Why does the hybrid alignment decrease the threshold intensity so markedly? Although the initial molecular states in hybrid-aligned and homeotropic-aligned cells are different, their final molecular alignment states are the same; that is, the molecules reorient to be parallel to the incident light polarization. The surface anchoring direction in the homeotropic-aligned cell is perpendicular to the final molecular alignment. Therefore, the molecules experience a strong torque that tends to align them perpendicularly to the surface. On the other hand, for a hybrid-aligned cell, the surface anchoring direction at the rubbed surface is parallel to the final molecular alignment direction and the torque originates from the homeotropic surface only. Consequently, the torque needed to align the molecules back to the initial state during photoirradiation is reduced in hybrid-aligned cells, which both decreases the reorientation threshold intensity and accelerates the molecular realignment compared to homeotropic cells.

The materials proposed here are highly flexible as far as optimizing the optical nonlinearity. Unlike in crystalline NLO materials, the chemical structure of both the dopant and the host can be individually tailored and the performance of the dopant concentration, film thickness and polymerization conditions can be optimized. Furthermore, large-area films can be fabricated using display technology. By further reducing the threshold light intensity of the self-focusing effect, this effect can be applied to more common light sensitive materials, such as those in displays, optical-limiting windows, protective goggles and so on.

In summary, we demonstrated the nonlinear optical effect of hybrid-aligned olighothiophene-doped polymer-stabilized LC film. Self-focusing was enabled by photoinduced molecular reorientation at the lowest light intensity of 400 mW/cm2, which is less by a factor of 8.5 than the intensity needed for homeotropic-aligned LC cells with the same composition. Even a battery-operated laser pointer induced the diffraction ring formation due to molecular reorientation. Furthermore, the film showed incident direction sensitivity, hence acting as a simple nonlinear optical diode. A large-area flexible film of the studied materials can be fabricated by display technology, which enables much wider applications of nonlinear optics.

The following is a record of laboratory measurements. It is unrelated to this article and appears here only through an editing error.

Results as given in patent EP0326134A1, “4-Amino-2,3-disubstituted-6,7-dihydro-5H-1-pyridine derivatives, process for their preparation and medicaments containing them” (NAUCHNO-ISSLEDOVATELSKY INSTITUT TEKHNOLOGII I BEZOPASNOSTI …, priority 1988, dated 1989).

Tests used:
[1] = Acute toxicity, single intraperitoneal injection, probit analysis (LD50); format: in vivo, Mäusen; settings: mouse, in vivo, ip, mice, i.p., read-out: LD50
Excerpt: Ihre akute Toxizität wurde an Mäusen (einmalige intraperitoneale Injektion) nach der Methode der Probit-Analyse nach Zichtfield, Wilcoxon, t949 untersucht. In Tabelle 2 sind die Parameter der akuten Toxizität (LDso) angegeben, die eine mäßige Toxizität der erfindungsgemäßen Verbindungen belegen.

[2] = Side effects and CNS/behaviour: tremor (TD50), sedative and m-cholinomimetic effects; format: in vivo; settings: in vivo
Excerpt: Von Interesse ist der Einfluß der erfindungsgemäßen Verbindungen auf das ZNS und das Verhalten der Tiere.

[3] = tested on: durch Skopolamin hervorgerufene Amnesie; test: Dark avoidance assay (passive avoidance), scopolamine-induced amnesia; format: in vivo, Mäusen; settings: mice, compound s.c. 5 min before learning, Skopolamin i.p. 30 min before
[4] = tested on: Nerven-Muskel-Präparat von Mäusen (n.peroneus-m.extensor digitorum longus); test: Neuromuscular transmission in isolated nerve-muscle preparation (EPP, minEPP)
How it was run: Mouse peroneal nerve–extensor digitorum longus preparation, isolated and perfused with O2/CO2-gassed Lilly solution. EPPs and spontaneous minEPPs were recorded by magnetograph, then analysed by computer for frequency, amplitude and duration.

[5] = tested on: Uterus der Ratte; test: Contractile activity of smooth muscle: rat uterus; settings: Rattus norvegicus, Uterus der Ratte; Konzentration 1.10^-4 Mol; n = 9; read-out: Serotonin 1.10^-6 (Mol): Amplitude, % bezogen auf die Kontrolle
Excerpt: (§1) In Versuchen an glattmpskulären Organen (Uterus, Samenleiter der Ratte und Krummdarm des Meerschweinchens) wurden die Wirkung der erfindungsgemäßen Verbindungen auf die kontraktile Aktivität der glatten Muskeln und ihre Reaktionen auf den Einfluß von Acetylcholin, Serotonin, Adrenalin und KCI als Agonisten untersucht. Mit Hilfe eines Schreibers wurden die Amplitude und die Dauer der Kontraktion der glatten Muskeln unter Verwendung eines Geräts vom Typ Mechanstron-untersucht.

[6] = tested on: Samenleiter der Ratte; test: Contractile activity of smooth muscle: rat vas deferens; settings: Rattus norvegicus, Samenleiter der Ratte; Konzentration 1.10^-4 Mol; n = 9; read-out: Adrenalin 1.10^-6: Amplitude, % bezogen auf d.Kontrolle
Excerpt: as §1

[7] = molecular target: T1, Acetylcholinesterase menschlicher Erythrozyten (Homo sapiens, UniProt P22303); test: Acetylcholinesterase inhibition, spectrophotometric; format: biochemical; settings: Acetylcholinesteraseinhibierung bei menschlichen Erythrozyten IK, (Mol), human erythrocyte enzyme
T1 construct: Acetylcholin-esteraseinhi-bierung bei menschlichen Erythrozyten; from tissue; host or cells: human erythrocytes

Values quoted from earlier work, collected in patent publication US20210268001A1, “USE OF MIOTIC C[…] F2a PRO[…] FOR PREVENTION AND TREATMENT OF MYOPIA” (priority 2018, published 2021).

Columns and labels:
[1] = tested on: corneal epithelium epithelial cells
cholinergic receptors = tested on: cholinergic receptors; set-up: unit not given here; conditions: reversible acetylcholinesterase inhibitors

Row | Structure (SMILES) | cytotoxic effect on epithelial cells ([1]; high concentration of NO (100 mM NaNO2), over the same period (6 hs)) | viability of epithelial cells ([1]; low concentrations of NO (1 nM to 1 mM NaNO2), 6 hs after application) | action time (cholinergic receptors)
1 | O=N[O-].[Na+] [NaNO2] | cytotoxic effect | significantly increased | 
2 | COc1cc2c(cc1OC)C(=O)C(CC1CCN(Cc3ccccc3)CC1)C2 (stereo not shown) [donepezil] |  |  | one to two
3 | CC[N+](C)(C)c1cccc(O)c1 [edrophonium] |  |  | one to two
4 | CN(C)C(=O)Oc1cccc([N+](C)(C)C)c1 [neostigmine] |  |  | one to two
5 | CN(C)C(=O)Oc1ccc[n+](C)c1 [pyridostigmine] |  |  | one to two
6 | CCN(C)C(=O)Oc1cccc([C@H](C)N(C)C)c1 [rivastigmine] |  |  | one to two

Cell fabrication

Our material comprises a host of nematic LC 4-cyano-4’-pentylbiphenyl (5CB) and monoacrylate 4-[4-(4’-cyanobiphenyl)oxy]butyl acrylate (A4CB, A4CB:5CB = 10:90, molar ratio), doped with a photoactive guest dye molecule 5,5′′-bis-(5-butyl-2-thienylethynyl)-2,2′:5′,2′′-terthiophene (TR5, 0.1 mol% to the host) as well as the photoinitiator (Irgacure 651, 0.5 mol% to the host). The chemical structures of those compounds are provided in Supplementary Fig. S4. The mixture was inserted into a 100 μm thick hybrid glass cell, in which one surface was treated with silane coupler while the other was rubbed. This provided the hybrid alignment. Finally, photopolymerization was performed with 366 nm UV light followed by an annealing process.

Additional Information

How to cite this article: Wang, J. et al. Laser-pointer-induced self-focusing effect in hybrid-aligned dye-doped liquid crystals. Sci. Rep. 5, 09890; doi: 10.1038/srep09890 (2015).